#WednesdayswithMDBInsight – Go Big, or Go Home?
Our Wednesdays with MDB Insight blog posts (#WednesdayswithMDBInsight) feature the thinkers and doers on our team sharing ideas and talking about what’s important to us as professionals.We have very diverse backgrounds and a range of interests to share with you. We hope you’re enjoying these posts and that you will join the conversation with us and let us know what’s on your mind mid-week.
Paul Blais, EVP
How many young dreamers have imagined themselves pursuing a career in New York, London, Toronto, or Los Angeles? For some, landing a gig in Silicon Valley or Vancouver or Washington, DC might have been the ideal. But an intriguing opinion published recently by the World Economic Forum supports what I have long believed – big global cities aren’t necessarily the best (and certainly not the only) places to boost a career1.The WEF isn’t advocating for the career-minded to pick up and move to Tinyville, but they wisely point out that today’s workforce has mobility advantages not available to previous generations.
Now that we’re in the era of virtual work, you don’t necessarily have to live anywhere urban to make a good living.
What they call “under the radar” cities, with smaller populations and clusters or hubs of sector-specific opportunity, have great appeal according to the WEF. They offer a lower cost of living than larger urban centres and a quality of life that can be a tremendous calling card. The WEF lens is global, but there’s ample evidence to support this trend in Canadian communities as well. I have often talked about the renaissance happening in smaller towns and rural regions across this country and continue to see encouraging indications that targeted workforce and economic development strategies are reaping benefits for those communities bringing innovative approaches to the attraction and retention of both workers and jobs.
I still remember the first time I used the term “Lone Eagles” in a 2008 strategy to recognize those entrepreneurs who had a choice of where to run their businesses. Those communities that were within a decent drive of an airport, near a large city, and have great telecommunications services are well-positioned for this type of growth. It’s a great economic development strategy for rural communities, but it’s also a great social capital strategy because people who work in their community are more likely to participate in the civic side of life. “Lone Eagle” has faded from our lexicon but the strategy still has tremendous application.
When Maclean’s published its lists of Best Communities in early August, they offered further proof of what’s possible when smaller communities get it right. Referring to them as “supercharged small towns”, Maclean’s writer Claire Brownell reiterated their appeal:
Contrary to the popular image of the struggling small town, these communities rose to the top of the ranking because of their high incomes, strong population growth and access to thriving regional economies. These places are all either within driving distance of a larger population centre or are hubs of local economic activity in their own right. They’re supercharged small towns, and residents don’t have to compromise—they’ve got access to the same amenities a suburb might offer, the natural splendour of a rural area and the opportunities of an urban centre.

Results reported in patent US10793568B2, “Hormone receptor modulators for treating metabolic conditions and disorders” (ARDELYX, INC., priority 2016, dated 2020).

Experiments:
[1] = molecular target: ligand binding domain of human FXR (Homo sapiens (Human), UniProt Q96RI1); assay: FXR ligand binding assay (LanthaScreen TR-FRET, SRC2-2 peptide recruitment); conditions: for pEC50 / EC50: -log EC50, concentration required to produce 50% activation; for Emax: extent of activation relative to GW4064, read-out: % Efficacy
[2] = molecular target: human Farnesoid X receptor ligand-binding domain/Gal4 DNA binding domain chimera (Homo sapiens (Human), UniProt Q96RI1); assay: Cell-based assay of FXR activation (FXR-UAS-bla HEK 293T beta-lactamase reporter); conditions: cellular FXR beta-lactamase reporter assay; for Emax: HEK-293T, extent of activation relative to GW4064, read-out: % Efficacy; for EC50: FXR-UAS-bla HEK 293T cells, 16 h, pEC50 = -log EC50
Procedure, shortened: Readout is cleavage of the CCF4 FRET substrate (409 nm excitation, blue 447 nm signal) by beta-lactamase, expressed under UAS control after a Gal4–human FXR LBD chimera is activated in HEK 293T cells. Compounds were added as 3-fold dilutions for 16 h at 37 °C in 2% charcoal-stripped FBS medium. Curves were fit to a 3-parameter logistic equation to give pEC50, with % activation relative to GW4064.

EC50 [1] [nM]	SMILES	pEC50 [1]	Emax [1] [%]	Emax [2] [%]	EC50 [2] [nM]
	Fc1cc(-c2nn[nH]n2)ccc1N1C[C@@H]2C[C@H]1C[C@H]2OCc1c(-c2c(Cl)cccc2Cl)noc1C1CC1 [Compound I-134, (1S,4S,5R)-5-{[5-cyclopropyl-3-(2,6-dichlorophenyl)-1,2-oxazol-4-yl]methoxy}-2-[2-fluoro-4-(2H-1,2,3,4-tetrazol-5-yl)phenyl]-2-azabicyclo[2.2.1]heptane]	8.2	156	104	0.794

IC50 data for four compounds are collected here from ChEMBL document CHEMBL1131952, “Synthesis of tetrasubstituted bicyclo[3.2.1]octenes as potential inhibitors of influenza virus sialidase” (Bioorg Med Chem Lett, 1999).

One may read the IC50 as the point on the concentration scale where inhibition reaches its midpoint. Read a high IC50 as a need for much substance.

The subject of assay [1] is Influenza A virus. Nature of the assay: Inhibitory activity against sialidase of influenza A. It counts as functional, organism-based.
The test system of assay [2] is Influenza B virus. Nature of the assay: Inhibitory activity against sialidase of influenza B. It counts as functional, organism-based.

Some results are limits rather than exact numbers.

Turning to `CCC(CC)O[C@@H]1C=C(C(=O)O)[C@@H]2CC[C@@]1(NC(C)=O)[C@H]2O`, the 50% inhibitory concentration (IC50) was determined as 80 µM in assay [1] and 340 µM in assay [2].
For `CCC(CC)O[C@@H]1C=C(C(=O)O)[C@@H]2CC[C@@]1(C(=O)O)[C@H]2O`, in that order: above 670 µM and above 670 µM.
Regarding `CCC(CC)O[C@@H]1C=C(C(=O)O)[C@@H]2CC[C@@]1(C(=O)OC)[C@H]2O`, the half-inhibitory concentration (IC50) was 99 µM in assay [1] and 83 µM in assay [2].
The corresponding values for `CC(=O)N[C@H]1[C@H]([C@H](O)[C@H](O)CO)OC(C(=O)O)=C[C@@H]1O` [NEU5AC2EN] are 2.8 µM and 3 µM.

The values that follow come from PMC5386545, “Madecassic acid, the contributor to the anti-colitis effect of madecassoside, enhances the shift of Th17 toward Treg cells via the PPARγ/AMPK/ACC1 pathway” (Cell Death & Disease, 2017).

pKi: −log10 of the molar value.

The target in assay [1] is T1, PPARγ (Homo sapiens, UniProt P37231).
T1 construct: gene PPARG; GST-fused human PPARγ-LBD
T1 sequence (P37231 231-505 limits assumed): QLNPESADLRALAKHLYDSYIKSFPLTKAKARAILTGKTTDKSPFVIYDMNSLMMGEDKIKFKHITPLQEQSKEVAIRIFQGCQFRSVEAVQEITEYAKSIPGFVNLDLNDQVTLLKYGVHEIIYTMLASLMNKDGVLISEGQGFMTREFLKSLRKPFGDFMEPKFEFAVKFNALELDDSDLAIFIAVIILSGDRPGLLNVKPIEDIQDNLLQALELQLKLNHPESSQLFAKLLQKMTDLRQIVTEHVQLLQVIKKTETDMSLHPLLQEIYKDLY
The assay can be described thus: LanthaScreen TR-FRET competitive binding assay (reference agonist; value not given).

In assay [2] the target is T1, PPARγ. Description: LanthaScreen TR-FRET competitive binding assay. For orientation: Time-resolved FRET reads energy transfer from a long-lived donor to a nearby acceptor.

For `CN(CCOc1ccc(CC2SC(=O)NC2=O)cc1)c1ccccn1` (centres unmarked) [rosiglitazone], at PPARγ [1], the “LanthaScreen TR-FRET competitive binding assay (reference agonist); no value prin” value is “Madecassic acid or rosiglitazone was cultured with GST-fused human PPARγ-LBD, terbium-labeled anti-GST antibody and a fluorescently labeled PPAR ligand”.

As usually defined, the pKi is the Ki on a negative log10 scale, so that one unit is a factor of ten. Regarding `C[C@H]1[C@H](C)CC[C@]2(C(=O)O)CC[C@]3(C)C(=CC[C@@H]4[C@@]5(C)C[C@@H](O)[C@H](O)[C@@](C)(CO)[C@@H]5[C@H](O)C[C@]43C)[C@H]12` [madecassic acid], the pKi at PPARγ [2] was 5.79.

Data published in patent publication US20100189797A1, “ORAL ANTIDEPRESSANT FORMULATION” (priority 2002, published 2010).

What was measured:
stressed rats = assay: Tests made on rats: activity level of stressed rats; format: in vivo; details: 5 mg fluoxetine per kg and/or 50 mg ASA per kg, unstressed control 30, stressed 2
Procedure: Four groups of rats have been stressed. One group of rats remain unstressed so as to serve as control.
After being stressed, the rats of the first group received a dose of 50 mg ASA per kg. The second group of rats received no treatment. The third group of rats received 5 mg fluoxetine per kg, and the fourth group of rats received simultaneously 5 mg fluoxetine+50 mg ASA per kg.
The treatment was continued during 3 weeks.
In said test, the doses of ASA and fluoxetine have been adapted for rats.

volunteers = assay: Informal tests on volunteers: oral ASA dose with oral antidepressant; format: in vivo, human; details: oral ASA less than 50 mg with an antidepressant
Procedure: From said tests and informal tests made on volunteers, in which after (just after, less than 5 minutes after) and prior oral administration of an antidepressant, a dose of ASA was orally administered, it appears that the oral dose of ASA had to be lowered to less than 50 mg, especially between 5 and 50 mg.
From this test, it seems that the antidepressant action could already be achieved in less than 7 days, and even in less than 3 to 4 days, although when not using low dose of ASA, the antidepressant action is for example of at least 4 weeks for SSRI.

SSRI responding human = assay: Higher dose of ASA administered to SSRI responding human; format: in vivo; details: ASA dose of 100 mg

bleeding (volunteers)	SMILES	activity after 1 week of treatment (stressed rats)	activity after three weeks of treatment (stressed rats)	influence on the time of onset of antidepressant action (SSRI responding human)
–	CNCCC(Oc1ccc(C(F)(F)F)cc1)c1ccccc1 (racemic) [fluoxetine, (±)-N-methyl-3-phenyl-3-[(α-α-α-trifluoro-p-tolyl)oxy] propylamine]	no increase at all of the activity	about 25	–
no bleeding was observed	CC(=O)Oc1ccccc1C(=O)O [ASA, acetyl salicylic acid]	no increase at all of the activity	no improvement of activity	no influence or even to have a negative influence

Maclean’s also created a fun website – you can personalize your ranking criteria and see what communities are most suited to you. I was delighted to see so many of our smaller client communities recognized, including Conception Bay South and Paradise (NL), Cape Breton (NS), Russell, Tillsonburg, and Bradford West Gwillimbury (ON), Brandon (MB), Estevan (SK), Brooks, Stony Plain, and Hinton (AB), and Salmon Arm and Courtenay/Comox (BC). My home, South Frontenac, makes it to the middle of the pack in the default list. When I personalize my rankings, it jumps about 80 spots. Maybe my wife and I chose right. I’m very optimistic that our Township’s new CAO and the strategic planning process he is overseeing and then implementing will make my community even better.
Corie Griffiths, Director of Economic Development for the Regional District of Central Okanagan, is one of our current clients and was quoted in Maclean’s coverage of the community rankings – “smaller towns are growing due to the housing crunch in urban centres. Where the interior of B.C. has that advantage is the comparative affordability paired with the job opportunities that exist in the region”. It’s great to see this acknowledged, and consistent with our work in the region. Trudy Parsons is currently leading the completion of a Central Okanagan Agriculture Asset Inventory for the Regional District, and Lauren Millier is heading our team working on the Central Okanagan Economic Development Commission Strategy to 2025 for Invest Kelowna.
There’s no question about the lure of a big city. Research has recently confirmed, for example, the positive correlation between birthplace size and wages. If you’re born in a big city, you’re likely to stay there (mobility rates being what they are in North America). And that may give you a higher salary than someone in a smaller community. On balance, however, the lower cost of living and potential for enhanced quality of life in that smaller community are increasingly drawing attention as today’s younger workers look for a place to set down roots, raise a family, or launch a start-up. Some are taking a closer look at the hometown they (or their parents) left behind in favour of big city life. What does that smaller community offer today?
Paul Blais is an Executive Vice-President at MDB Insight. To learn more about Paul and the rest of our team, go to https://mdbinsight.com/team-bios/